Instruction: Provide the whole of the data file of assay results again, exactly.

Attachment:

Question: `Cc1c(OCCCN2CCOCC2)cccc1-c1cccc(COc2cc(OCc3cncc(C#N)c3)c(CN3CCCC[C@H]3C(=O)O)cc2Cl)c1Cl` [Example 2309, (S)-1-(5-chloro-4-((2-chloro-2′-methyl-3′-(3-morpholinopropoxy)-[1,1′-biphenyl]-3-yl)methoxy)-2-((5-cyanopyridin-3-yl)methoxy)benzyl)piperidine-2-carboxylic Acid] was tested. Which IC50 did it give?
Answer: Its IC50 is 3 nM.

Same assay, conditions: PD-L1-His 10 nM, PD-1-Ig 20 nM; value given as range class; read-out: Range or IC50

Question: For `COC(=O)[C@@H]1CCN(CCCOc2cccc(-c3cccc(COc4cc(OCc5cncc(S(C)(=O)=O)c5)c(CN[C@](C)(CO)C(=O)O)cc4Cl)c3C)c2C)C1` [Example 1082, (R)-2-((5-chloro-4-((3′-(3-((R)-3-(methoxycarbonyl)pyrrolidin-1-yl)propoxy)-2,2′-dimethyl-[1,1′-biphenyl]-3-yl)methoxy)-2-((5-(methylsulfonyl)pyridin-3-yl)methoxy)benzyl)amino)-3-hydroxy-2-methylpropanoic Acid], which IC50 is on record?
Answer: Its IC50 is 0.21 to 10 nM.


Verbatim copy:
Question: `Cc1c(OCCCN2CCOCC2)cccc1-c1cccc(COc2cc(OCc3cncc(C#N)c3)c(CN3CCCC[C@H]3C(=O)O)cc2Cl)c1Cl` [Example 2309, (S)-1-(5-chloro-4-((2-chloro-2′-methyl-3′-(3-morpholinopropoxy)-[1,1′-biphenyl]-3-yl)methoxy)-2-((5-cyanopyridin-3-yl)methoxy)benzyl)piperidine-2-carboxylic Acid] was tested. Which IC50 did it give?
Answer: Its IC50 is 3 nM.

Same assay, conditions: PD-L1-His 10 nM, PD-1-Ig 20 nM; value given as range class; read-out: Range or IC50

Question: For `COC(=O)[C@@H]1CCN(CCCOc2cccc(-c3cccc(COc4cc(OCc5cncc(S(C)(=O)=O)c5)c(CN[C@](C)(CO)C(=O)O)cc4Cl)c3C)c2C)C1` [Example 1082, (R)-2-((5-chloro-4-((3′-(3-((R)-3-(methoxycarbonyl)pyrrolidin-1-yl)propoxy)-2,2′-dimethyl-[1,1′-biphenyl]-3-yl)methoxy)-2-((5-(methylsulfonyl)pyridin-3-yl)methoxy)benzyl)amino)-3-hydroxy-2-methylpropanoic Acid], which IC50 is on record?
Answer: Its IC50 is 0.21 to 10 nM.